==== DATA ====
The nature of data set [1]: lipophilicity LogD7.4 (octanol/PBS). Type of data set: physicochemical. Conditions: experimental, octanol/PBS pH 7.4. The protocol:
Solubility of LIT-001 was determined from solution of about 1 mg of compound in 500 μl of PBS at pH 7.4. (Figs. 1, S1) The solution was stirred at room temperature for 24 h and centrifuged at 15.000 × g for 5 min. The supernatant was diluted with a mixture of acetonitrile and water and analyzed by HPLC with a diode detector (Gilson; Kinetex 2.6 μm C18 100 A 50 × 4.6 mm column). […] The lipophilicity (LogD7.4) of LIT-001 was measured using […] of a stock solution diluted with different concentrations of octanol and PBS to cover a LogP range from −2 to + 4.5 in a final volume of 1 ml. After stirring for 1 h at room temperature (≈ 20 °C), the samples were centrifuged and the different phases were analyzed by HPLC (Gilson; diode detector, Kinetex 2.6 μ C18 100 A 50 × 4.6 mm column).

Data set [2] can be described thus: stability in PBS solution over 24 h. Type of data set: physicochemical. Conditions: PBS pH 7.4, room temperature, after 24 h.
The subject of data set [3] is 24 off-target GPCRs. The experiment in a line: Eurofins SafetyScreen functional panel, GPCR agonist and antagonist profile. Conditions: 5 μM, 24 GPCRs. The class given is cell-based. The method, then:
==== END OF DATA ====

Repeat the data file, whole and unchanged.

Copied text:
The nature of data set [1]: lipophilicity LogD7.4 (octanol/PBS). Type of data set: physicochemical. Conditions: experimental, octanol/PBS pH 7.4. The protocol:
Solubility of LIT-001 was determined from solution of about 1 mg of compound in 500 μl of PBS at pH 7.4. (Figs. 1, S1) The solution was stirred at room temperature for 24 h and centrifuged at 15.000 × g for 5 min. The supernatant was diluted with a mixture of acetonitrile and water and analyzed by HPLC with a diode detector (Gilson; Kinetex 2.6 μm C18 100 A 50 × 4.6 mm column). […] The lipophilicity (LogD7.4) of LIT-001 was measured using […] of a stock solution diluted with different concentrations of octanol and PBS to cover a LogP range from −2 to + 4.5 in a final volume of 1 ml. After stirring for 1 h at room temperature (≈ 20 °C), the samples were centrifuged and the different phases were analyzed by HPLC (Gilson; diode detector, Kinetex 2.6 μ C18 100 A 50 × 4.6 mm column).

Data set [2] can be described thus: stability in PBS solution over 24 h. Type of data set: physicochemical. Conditions: PBS pH 7.4, room temperature, after 24 h.
The subject of data set [3] is 24 off-target GPCRs. The experiment in a line: Eurofins SafetyScreen functional panel, GPCR agonist and antagonist profile. Conditions: 5 μM, 24 GPCRs. The class given is cell-based. The method, then: